Every shot you hit is important. A 300-yard drive counts the same as a one-inch putt. Each stroke is worth the same at the end of the round, so you better treat every one with the same respect.
However, there are certain shots that you hit with much more frequency than others. And for that reason, some shots — and clubs — are more consequential to your score than others.
In legendary instructor Harvey Penick’s Little Red Book, he shares a conversation he once had with golf scribe Herbert Warren Wind regarding which clubs were the most important in the bag.
“I said, ‘The putter, the driver and the wedge,’” Penick wrote.
The reasoning for his choices are quite simple — it all boils down to confidence.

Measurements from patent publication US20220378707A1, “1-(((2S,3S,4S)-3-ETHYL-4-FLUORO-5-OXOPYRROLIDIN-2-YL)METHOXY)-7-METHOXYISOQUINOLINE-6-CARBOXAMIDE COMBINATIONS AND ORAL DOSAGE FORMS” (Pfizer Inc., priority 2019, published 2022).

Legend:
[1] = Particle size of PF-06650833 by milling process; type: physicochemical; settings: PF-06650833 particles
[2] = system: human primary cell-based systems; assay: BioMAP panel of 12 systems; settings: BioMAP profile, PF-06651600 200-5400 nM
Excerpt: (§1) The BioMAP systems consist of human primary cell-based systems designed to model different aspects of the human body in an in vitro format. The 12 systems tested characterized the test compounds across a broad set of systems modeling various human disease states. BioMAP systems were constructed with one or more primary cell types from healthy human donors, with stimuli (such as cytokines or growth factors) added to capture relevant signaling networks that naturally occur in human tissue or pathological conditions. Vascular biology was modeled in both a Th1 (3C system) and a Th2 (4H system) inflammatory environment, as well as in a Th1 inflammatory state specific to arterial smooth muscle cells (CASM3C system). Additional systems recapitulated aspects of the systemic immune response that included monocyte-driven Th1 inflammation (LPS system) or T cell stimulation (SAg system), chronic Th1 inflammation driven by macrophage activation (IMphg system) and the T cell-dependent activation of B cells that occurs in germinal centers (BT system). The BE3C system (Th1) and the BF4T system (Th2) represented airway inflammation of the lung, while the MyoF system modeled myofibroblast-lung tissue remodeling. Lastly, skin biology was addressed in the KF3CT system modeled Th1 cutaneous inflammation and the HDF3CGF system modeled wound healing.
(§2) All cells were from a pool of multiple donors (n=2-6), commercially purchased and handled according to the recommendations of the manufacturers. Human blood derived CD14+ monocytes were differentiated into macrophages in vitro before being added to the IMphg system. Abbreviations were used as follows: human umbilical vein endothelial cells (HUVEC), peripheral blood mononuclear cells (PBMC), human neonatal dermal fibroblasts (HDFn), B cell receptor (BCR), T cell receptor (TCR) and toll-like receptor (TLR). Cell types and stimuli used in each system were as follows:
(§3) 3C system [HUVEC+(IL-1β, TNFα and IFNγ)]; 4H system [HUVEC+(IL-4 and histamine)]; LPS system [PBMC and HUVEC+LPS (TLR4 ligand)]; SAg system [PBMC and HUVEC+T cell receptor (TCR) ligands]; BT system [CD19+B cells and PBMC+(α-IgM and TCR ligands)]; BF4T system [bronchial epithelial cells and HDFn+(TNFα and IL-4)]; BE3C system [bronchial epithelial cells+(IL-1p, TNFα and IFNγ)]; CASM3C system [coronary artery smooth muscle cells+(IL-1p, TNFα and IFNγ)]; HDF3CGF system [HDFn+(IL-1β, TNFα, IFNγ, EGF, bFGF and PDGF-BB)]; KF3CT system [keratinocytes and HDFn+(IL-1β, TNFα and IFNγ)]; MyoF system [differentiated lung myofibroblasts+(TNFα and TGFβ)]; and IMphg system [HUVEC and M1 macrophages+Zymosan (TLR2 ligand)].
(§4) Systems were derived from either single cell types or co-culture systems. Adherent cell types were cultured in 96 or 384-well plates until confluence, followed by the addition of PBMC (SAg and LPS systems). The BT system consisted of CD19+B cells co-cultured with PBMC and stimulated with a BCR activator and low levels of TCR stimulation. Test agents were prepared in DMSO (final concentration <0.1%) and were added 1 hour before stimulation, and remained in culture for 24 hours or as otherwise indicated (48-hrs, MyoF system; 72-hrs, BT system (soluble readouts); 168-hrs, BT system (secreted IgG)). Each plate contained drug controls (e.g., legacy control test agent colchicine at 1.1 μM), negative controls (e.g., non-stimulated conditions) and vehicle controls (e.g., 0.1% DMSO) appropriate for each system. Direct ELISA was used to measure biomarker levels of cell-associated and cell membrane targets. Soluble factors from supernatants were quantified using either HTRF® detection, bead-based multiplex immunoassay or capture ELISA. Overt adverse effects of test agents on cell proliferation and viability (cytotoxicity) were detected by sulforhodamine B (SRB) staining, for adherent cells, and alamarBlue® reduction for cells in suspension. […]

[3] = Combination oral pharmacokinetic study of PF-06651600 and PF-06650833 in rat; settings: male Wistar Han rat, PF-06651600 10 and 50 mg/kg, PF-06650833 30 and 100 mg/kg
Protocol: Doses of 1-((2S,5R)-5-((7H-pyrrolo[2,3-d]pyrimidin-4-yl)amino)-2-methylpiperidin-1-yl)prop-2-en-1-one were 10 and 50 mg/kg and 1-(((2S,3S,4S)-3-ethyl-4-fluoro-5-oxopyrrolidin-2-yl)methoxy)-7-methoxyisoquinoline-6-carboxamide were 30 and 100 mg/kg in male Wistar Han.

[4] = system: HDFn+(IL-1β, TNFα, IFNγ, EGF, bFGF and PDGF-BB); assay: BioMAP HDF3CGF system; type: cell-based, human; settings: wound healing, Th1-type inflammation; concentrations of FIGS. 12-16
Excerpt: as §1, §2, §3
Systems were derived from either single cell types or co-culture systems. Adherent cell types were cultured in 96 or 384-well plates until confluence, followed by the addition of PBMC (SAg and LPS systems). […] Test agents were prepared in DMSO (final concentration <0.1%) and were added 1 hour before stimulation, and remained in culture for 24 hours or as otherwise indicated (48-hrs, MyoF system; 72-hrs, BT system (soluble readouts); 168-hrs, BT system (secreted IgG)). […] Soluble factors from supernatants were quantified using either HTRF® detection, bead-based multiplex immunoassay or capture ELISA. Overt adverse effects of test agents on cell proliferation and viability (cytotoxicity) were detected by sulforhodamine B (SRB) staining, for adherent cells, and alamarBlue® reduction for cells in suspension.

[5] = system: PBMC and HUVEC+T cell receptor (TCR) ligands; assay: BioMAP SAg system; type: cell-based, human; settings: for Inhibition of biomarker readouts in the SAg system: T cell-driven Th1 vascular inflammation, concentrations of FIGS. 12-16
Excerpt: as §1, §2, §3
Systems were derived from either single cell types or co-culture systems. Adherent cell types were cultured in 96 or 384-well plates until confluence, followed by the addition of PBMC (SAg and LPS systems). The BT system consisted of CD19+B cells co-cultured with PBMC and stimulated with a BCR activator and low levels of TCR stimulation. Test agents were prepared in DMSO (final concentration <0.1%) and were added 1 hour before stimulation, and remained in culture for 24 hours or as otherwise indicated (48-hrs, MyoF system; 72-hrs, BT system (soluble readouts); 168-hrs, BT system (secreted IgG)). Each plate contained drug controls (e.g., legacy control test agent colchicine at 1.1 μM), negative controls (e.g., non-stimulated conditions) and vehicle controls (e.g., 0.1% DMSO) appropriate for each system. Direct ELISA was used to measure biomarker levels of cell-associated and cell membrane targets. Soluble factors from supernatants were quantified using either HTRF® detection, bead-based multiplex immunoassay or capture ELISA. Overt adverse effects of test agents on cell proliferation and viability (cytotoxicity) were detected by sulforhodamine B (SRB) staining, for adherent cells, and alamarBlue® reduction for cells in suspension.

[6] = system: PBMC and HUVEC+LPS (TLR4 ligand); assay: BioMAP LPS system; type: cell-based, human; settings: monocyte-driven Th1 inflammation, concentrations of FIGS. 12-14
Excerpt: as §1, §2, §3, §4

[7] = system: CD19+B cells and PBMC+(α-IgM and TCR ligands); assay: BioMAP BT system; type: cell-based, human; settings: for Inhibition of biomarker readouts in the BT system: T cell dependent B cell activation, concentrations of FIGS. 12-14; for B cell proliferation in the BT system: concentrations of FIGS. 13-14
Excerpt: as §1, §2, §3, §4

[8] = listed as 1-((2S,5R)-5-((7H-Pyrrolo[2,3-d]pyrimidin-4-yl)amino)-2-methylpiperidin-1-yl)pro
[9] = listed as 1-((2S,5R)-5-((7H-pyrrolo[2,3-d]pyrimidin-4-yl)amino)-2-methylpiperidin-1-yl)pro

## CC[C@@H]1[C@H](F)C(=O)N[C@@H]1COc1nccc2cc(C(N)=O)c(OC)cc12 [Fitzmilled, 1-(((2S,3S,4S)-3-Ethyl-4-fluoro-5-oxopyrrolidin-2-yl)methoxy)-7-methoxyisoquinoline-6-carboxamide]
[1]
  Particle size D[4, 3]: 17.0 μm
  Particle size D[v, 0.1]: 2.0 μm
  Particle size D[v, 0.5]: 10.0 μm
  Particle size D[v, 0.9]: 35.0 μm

The putter is the club you’ll hit more than any other. Even when you have the best putting day of your career, you’ll strike the ball with the putter more than with any other club in your bag. But more than anything else, the putter is important because of what it does for your confidence.
“Nothing is more important psychologically than knocking putts into the hole,” Penick wrote. “Sinking putts makes your confidence soar, and it devastates your opponent.”
Similar to the putter, the driver is also in your hands quite frequently. And if you know you’re going to use a club on every hole, it’s important to be competent with it in your hands. Not only for your score, but for your psyche.
“If you hit your tee ball well, it fills you with confidence,” Penick wrote. “On the other hand, if you smash a couple drives into the woods, your confidence can be shaken.”
When it comes to the wedge, it once again has to do with confidence. Missing greens in regulation is a guarantee — even for the best players in the world. But if you can chip it close and save par, it’ll do wonders for your confidence.
Source: Golf Magazine